Today new GT prices start at about $200,000, and late model examples remain pricey.  Cars less than 5 years old are available through the Bentley dealer network with factory-backed certified warranty, and they are not the subject of this article.  Rather, we will focus on older examples.  Now that the car has been on the market 14 years we are seeing good early cars selling under $50,000.

The Continental GT has retained a consistent appearance since its introduction.  Trim, wheels, and colors have changed but the basic bodywork has had a long production life.  This is consistent with Bentley’s traditional postwar practice, where the previous Continental R was built without major bodywork revision from 1991 through the arrival of the GT in 2003.

Continental GT is the first mass-produced Bentley motorcar.  The prior Continental R was entirely hand built.  There is a lot of hand work in each GT but it was designed to be a mass produced product like other offerings from VW Group.  That allowed Bentley to offer the new GT at little more than half the MSRP of the previous R model, and sales immediately took off.

Bentley GT interior, MY 2005  (c) J E Robison

GT cars contain more sophisticated technology than any prior Crewe built automobile.  In developing this car VW and Bentley engineers worked together to retain much of the “look and feel” of traditional Bentley, while using modern manufacturing techniques.  That meant – for example - that dashboards were molded from foam rather than being hand crafted from wood and metal.

All of the driveline components on the new GT were previously proven on other cars in the VW/Audi line.  While the W12 (and later V8) engines were totally new to Crewe and Bentley they were well developed in the other car lines.  Modifications to personalize those components for Bentley did not change their essential nature.  By sharing driveline components across multiple brands and platforms VW group was able to build larger numbers of fewer parts. That allowed them to optimize quality - an issue that had plagued Crewe for years due to their low volumes.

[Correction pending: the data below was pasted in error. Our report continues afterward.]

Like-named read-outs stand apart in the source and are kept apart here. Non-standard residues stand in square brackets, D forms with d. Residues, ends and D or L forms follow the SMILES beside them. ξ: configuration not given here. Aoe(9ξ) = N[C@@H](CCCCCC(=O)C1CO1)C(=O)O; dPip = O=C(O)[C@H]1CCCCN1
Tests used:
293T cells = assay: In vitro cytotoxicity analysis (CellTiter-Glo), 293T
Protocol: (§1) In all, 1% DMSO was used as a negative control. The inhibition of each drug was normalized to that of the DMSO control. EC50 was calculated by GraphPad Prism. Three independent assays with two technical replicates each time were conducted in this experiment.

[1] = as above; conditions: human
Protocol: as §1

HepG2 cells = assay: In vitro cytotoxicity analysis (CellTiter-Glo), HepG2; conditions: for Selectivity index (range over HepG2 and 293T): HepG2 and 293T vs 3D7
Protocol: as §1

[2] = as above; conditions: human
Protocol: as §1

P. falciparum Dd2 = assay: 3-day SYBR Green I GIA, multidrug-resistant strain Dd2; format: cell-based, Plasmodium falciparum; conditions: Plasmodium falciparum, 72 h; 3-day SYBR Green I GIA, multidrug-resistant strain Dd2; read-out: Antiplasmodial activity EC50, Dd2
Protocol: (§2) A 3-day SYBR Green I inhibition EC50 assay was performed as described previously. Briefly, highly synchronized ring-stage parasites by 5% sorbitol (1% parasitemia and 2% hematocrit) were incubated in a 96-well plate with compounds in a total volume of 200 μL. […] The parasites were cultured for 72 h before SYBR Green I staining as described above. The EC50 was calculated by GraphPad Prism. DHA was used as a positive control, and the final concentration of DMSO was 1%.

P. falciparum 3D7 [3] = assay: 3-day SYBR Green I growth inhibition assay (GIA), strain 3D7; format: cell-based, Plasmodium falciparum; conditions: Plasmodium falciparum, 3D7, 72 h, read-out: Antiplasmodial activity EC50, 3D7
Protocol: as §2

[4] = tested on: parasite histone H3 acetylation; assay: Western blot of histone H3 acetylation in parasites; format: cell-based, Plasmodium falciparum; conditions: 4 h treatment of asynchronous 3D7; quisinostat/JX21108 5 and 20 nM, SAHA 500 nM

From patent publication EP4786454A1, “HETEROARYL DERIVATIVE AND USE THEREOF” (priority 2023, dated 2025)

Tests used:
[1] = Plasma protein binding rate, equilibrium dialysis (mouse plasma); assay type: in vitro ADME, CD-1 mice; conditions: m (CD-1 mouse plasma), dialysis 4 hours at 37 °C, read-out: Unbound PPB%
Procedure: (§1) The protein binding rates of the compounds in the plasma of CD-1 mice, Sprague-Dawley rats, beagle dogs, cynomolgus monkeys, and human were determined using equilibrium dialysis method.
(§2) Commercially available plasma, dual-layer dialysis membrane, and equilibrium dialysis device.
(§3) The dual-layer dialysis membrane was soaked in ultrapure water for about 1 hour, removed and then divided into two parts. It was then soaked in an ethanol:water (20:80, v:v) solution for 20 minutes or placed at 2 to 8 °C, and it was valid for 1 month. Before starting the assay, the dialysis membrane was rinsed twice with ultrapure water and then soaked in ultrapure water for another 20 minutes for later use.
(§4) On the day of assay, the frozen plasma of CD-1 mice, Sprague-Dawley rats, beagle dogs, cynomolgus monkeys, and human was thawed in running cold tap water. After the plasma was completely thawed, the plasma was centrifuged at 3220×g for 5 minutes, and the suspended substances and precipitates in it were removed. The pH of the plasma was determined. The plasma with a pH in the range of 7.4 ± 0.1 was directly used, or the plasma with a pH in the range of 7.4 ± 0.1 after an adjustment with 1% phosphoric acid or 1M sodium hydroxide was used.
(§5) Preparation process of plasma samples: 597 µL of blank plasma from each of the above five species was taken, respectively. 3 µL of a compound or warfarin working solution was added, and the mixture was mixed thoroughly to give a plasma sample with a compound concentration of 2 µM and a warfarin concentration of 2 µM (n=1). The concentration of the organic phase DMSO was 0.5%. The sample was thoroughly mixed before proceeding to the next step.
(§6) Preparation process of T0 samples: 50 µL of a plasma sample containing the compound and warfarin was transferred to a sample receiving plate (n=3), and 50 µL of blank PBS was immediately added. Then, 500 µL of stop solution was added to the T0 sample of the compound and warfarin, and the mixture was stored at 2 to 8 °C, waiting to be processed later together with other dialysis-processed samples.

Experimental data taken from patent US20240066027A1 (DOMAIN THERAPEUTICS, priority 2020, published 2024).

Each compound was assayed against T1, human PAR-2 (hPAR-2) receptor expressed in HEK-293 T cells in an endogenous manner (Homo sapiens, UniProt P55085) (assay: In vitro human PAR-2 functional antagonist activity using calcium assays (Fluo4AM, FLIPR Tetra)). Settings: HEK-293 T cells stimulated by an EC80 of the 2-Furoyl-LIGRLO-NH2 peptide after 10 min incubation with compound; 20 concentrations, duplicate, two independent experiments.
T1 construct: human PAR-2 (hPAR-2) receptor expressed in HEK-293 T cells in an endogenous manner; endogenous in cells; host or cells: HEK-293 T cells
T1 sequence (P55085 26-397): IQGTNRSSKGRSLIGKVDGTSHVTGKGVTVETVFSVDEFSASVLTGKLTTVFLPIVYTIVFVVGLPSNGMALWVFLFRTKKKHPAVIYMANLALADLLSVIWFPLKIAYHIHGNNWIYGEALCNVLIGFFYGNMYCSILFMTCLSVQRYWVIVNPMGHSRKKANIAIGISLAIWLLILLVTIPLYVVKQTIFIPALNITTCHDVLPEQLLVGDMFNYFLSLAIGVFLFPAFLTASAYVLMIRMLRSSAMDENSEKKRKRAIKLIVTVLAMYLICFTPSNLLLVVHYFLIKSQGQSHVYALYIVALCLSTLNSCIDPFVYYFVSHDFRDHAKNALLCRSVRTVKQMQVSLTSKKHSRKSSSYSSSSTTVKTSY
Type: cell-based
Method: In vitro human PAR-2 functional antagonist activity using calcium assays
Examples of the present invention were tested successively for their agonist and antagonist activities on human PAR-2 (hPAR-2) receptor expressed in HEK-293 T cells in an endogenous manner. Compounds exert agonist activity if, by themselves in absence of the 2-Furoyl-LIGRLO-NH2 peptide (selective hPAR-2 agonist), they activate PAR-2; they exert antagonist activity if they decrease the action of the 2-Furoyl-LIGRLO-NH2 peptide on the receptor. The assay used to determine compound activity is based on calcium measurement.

Right from the outset the Continental GT series cars had less trouble with things like gasket failure, water pump leaks, and pesky check engine lamps.  The reasons for that were twofold - improvement through higher volume production and greater depth of experience in the now combined VW-Bentley engineering department.  We can mourn the passing of the Conti R - the last 100% handmade Bentley - but we have to appreciate the improved day to day quality modern mass production delivers.

Bentley GTC in front of Robison Service  (c) J E Robison

Mechanically the new Bentley was built on the same platform as the VW Phaeton and Audi A8.  Technicians who are trained in high end VW/Audi are able to adapt quickly to servicing these cars, and the VW electronic test systems support the Bentley product too.  Any prospective purchase should be scanned for faults in all computers, using dedicated VW software.  Owners can access most of the functionality of the factory test system with the VAG tester, available online for less than $1,000.

Technological changes to Bentley Continental through the years have tended to follow the rest of the VW lines.  The first update was for the 2005 model year, where they added voice activation for in-car telephone in six languages.  Bluetooth phone integration came shortly after and Bluetooth music streaming later still.   With every year the range of color choices in paint and leather shifted and in many cases expanded. 

When looking at an older Continental you can’t help being struck by the outdated appearance of the electronics screens.  The navigation and radio displays are particularly striking, as compared to even a basic VW of today.  That electronic obsolescence is a new issue with collector cars and the GT is really the first manifestation of that in the Bentley line.